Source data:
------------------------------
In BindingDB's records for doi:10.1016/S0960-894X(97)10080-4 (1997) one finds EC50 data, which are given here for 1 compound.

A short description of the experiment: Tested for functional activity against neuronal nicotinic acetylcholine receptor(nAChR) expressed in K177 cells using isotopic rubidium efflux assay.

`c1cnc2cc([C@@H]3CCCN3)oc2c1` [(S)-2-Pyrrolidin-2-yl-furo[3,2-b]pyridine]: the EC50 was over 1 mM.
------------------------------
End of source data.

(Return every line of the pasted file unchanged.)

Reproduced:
In BindingDB's records for doi:10.1016/S0960-894X(97)10080-4 (1997) one finds EC50 data, which are given here for 1 compound.

A short description of the experiment: Tested for functional activity against neuronal nicotinic acetylcholine receptor(nAChR) expressed in K177 cells using isotopic rubidium efflux assay.

`c1cnc2cc([C@@H]3CCCN3)oc2c1` [(S)-2-Pyrrolidin-2-yl-furo[3,2-b]pyridine]: the EC50 was over 1 mM.